Roy Portas
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Setting up a local Kubernetes cluster with k3d and k3s

Published 2020-11-20
Kubernetes

Intro

k3s is a lightweight Kubernetes distribution originally developed by Rancher, but now under the ownership of the CNCF. It aims to be a very lightweight and simple to use, which makes it perfect for use in development and small scale clusters.

Installing k3s on a server

By default k3s comes with Traefik v1 as the default ingress controller, most of the time I prefer to bring my own ingress controller, my personal choice is ingress-nginx because is fairly straightforward and easy to use (and also a breeze to setup TLS certificates via cert-manager.

Traefik can be disabled during installation using the following command:

curl -sfL https://get.k3s.io | INSTALL_K3S_EXEC="server --disable traefik" sh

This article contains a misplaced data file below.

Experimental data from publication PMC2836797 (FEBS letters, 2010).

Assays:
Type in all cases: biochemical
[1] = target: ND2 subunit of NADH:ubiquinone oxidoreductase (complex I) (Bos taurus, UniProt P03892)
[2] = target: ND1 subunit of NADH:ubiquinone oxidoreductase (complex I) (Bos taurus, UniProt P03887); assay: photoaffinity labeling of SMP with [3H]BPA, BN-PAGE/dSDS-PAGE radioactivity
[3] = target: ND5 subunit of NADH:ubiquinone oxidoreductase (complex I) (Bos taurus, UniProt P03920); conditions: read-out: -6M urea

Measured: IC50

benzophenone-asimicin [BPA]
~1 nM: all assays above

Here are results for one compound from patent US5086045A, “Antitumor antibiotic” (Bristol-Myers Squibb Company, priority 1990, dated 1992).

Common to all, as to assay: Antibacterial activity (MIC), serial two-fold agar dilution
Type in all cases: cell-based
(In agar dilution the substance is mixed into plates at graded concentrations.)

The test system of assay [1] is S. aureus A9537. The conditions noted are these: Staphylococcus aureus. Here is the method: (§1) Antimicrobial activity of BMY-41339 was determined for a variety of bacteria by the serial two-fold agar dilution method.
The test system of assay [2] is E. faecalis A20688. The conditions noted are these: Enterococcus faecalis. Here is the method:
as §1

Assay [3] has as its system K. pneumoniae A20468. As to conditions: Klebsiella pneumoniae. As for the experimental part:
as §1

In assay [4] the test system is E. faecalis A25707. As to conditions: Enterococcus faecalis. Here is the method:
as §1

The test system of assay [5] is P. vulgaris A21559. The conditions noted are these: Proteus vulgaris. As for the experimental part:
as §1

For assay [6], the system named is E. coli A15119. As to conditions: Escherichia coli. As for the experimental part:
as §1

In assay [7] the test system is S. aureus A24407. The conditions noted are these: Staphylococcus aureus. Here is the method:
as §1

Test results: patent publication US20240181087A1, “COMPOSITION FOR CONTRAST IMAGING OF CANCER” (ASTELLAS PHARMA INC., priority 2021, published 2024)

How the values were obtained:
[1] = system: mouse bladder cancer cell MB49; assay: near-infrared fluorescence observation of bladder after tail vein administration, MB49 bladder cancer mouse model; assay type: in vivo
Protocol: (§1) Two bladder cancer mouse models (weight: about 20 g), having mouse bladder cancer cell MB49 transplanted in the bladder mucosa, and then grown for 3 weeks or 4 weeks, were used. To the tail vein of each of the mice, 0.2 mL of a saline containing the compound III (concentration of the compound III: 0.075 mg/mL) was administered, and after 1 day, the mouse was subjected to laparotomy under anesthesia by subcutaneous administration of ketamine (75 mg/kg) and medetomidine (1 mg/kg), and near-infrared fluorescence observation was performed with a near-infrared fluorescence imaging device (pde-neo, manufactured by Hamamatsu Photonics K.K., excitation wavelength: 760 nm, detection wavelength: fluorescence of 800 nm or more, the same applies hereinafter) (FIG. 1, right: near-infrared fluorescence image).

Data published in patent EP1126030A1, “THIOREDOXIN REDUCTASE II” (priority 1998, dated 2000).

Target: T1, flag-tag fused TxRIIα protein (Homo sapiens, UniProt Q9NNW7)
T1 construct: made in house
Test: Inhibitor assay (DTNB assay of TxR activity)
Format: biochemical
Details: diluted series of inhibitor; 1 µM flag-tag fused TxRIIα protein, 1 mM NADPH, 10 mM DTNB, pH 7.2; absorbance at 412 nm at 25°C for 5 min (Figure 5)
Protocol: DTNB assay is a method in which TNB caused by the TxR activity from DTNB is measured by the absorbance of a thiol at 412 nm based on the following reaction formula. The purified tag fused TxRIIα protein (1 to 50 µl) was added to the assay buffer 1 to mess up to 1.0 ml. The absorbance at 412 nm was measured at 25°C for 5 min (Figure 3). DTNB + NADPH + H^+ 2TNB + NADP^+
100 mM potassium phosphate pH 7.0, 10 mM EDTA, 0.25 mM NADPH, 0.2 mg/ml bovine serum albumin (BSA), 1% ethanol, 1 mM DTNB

Starting a local development cluster with k3d

k3d is a small tool that can spin up local clusters inside docker containers. The really cool selling point of k3d is that it allows you to spin up both single and multi node clusters, which is handy as you can simulate multi-node clusters.

The below command is what I use to spin up a 2 node cluster, the arguments are as follows:

k3d cluster create default \
    --agents=2 \
    -p "8080:80@loadbalancer" \
    -v /dev/mapper:/dev/mapper \
    --k3s-server-arg --disable=traefik

The -p "8080:80@loadbalancer" line exposes port 80 on the load balancer to port 8080 on your host machine. The -v /dev/mapper:/dev/mapper line is required if your host operating system using btfs (like recent versions of Fedora). The final line disables Traefik.

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